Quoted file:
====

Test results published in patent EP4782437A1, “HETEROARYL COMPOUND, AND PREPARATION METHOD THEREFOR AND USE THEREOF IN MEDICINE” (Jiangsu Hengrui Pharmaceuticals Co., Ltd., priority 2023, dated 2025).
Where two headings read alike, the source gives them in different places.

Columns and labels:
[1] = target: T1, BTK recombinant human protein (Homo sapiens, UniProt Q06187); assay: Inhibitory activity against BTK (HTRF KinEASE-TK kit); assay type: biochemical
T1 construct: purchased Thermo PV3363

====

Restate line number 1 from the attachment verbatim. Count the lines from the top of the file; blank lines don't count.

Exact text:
Test results published in patent EP4782437A1, “HETEROARYL COMPOUND, AND PREPARATION METHOD THEREFOR AND USE THEREOF IN MEDICINE” (Jiangsu Hengrui Pharmaceuticals Co., Ltd., priority 2023, dated 2025).